Hermiston Members Make 2,000 Gift Bags for Prisoners

Members of the Hermiston (Ore.) Church took Jesus’ words seriously when they decided to make gifts for prisoners. Jesus said, “For I was hungry, and you gave Me something to eat; I was thirsty, and you gave Me something to drink; I was a stranger, and you invited Me in; naked, and you clothed Me; I was sick, and you visited Me; I was in prison, and you came to Me” (Matt. 25:35–36).

There is an active prison ministry group at the Hermiston Church. One day one of the prisoners mentioned the Christmas Behind Bars program to one of the volunteers. She brought the idea to the group. They discussed doing this and decided it would be good to do for the Two Rivers Correctional Institution in Umatilla, Ore. Guy Oltman is the personal ministries leader at the church and heads up the prison ministry team. Paula Oltman also works with this ministry.

They go one weekend a month to the prison for the Friday and Sabbath afternoon service. Once they decided to provide the gifts, they applied to the prison for permission to come. Then they began to collect items for the prisoners. They selected books such as Surprised by Love by Elizabeth Talbot. They gathered granola bars, nuts, candy bars and potato chips and included a free Bible study enrollment card, cards for free books, puzzles and a letter from the Hermiston Church pastor. A local dentist donated toothbrush and toothpaste sets.

“We had a number of miracles along the way,” says Paula, who became the gatherer for many of the items. “One member had a grandson who worked at a potato chip factory in Hermiston. Naomi Larkin went to the factory and was told they were running individual bags that week and if anything went wrong they might give a discount on chips. She went back in the next day and was told, ‘You will not believe this; the run we did has a wrinkle on the seams. We are going to give them to you for the prisoners.’” This miracle saved them $1,000.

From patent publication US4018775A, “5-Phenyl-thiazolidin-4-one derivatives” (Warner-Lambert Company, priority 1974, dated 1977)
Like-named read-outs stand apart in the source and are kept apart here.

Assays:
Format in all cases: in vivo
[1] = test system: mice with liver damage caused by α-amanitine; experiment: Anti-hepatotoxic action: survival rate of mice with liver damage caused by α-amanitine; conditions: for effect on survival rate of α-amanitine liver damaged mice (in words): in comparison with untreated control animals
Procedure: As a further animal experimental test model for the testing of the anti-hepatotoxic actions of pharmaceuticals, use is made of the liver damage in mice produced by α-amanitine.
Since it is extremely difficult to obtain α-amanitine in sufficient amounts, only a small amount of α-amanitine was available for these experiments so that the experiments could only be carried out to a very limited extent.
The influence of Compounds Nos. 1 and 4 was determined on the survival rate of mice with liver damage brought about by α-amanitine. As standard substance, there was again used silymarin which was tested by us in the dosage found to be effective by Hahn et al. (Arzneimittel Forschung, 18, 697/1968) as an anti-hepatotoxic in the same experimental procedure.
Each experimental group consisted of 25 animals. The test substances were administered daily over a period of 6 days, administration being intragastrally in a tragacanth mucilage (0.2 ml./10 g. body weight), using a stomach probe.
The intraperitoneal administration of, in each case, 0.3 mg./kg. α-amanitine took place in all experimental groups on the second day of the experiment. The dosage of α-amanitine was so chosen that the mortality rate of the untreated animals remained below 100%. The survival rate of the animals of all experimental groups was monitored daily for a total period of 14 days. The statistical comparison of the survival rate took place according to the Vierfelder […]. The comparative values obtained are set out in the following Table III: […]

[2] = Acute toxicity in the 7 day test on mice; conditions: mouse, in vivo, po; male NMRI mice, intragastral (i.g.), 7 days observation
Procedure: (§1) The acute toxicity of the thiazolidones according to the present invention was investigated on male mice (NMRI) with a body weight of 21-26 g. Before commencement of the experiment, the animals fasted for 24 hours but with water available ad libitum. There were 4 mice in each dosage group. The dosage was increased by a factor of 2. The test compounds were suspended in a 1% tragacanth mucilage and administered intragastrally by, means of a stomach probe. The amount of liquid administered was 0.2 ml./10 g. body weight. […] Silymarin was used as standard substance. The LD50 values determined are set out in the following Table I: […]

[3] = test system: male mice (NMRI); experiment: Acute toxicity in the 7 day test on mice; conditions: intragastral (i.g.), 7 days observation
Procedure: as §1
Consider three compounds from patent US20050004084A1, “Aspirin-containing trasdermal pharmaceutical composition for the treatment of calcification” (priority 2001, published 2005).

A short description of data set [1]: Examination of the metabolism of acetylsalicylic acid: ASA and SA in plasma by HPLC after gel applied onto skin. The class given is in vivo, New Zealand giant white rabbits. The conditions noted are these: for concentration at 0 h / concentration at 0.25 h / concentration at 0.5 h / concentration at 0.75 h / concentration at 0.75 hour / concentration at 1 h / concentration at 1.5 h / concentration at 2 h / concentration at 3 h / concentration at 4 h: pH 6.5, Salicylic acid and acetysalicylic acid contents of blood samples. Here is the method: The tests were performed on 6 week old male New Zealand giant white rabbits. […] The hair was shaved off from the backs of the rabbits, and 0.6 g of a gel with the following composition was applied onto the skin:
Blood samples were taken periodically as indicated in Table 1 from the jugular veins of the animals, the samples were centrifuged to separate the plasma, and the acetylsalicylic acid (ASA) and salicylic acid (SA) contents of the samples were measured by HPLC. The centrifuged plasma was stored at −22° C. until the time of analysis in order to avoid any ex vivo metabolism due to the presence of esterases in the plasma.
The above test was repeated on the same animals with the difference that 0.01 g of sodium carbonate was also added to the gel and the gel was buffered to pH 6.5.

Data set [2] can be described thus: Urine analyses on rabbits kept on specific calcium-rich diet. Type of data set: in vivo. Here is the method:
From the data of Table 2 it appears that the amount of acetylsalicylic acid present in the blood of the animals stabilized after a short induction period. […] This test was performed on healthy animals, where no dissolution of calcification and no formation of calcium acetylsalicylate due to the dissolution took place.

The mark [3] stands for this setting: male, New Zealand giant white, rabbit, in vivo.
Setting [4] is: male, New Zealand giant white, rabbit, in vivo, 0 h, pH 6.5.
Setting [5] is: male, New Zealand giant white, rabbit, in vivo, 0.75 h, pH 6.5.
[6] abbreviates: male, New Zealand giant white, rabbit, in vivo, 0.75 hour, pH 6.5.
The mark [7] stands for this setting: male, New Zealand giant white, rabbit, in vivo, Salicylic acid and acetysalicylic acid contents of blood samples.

When Paula went to Wal-Mart to purchase the candy bars, she cleaned out that section. A clerk, Stephanie Vandeman, helped her by bringing in more boxes from the back, and when she saw it would take two carts she said, “Let me help you.” She helped Paula through the checkout stand and out to her car. Paula learned that Stephanie had married into an Adventist family, but they were no longer active.

They put the gift bags together at the Hermiston Junior Academy gymnasium. It took many hours and volunteers to put the items into the almost-grocery-sized paper bags.

The distribution was on Friday, Dec. 13. “The chaplains had organized things well, and we had 40 volunteers,” says Paula. “Two by two they distributed 100 bags to each unit. The inmates lined up, and we handed the bags to them. There was a warm response from the prisoners. Some groups applauded the bags. It was so exciting to see so many people working to fill the bags.” As Paula was leaving one of the units, an inmate who was reading the letter from the pastor asked her if he could use the address on the letter to send a thank you note or an offering.

The church has received many letters of thanks from the prisoners. Mothers have called the church to say they saw a softening of their sons' hearts since this event. Four Bible study requests have come through the church, and they see new members attending from this event. “I was absolutely exhausted when it was over,” says Paula. “The response has been so positive. Our own church members were so blessed.”

The Hermiston Church board voted to do the same thing next year. Paula says, “We’ve learned a lot from this experience, and I’m sure we will learn more this next year.”

One of the inmates wrote, “You brought light to a dark place. Please know I will never forget this." Another wrote that he knew his life was changed and influenced by the generosity of people loving God.

February 14, 2014 / Upper Columbia Conference